directory/mount level. Directory replication supports bidirectional replication between Data Domain system instances, which is ideal for various DR architectures, including hub-spoke implementations for remote offices. VTL instances emulate NFS Directory replication at the VTL pool level where options are set to indicate the source is a VTL pool.

Figure 5: Collection and Directory Replication Modes

How Data Domain Best Fits with NBU A Data Domain system provides an alternative for disk and tape volume pools in NBU. The Data Domain file system is optimized for sequential read and write operations. This provides for a great fit with existing NBU disk-based or VTL abilities when coupled with the NBU Vault option. With the OpenStorage (OST) plug-in NBU can control the replication performed between Data Domain system instances and can track the data movement in its catalogs. This capability enables a very powerful option for offsite replication, or DR solutions. The NBU catalog should continue to be provisioned on traditional disk devices where these NBU elements can be backed up to a Data Domain system for operational recovery and replicated to a remote site for disaster recovery.

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Note: Some NBU environments are architected to support extremely high-performance backups for high-volume clients. Typically, specialized designs are implemented to support backup speeds of 1-4 TB/hour. The Data Domain system architecture can be configured to support high-performance workloads (via multiple parallel instances) with each Data Domain system instance supporting 200 MB/sec aggregate workloads per controller on currently shipping Data Domain systems. Because Data Domains product architecture is CPU-centric, this number typically changes (upward) with new product releases in a given price band. The top end of the Data Domain controller line, with dual-socket Intel CPU components, has gone from 40 MB/sec. (DD200 in year 2004) to more than 200 MB/sec (DD580/g in year 2007), a factor of five increase over three years. Please check current Data Domain literature for current platform names and throughput.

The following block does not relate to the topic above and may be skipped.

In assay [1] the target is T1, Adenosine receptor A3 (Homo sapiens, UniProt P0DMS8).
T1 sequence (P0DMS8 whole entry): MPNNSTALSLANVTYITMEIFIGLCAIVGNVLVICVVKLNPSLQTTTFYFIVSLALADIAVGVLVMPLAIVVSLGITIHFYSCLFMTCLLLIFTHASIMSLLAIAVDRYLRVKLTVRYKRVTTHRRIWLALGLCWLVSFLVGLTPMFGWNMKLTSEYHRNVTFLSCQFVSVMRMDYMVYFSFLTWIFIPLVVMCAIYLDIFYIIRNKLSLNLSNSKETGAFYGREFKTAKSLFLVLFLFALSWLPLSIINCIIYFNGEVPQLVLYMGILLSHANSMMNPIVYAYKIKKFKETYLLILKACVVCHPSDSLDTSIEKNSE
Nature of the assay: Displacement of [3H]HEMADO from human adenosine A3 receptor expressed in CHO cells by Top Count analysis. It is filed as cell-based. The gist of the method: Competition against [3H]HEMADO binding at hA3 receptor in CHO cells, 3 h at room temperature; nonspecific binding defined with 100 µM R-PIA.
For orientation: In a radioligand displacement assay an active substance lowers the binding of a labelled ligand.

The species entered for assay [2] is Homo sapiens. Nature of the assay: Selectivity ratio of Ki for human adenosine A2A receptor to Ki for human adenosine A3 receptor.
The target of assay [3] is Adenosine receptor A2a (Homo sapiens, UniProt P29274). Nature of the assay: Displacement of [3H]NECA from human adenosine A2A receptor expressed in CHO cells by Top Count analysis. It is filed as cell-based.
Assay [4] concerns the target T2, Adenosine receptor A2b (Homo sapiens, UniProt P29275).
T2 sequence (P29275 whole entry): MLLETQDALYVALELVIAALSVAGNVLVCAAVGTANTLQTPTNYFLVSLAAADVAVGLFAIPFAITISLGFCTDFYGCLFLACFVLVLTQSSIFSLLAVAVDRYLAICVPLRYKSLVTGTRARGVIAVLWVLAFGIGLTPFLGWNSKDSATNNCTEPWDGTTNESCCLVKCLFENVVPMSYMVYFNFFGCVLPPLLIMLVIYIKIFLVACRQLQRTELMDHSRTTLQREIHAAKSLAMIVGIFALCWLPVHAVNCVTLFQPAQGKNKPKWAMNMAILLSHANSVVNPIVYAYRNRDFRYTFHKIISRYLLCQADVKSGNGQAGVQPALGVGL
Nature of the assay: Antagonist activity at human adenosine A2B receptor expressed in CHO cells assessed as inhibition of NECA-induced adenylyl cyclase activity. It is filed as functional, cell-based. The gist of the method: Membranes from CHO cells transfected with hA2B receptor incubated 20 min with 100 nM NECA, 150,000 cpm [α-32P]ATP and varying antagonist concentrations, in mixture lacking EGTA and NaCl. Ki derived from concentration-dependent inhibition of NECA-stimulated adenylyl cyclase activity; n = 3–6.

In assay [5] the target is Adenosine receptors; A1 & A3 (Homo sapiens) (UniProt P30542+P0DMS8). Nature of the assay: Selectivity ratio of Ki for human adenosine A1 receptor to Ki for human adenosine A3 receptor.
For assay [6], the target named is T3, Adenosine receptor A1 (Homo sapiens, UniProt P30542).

Planning / Sizing Considerations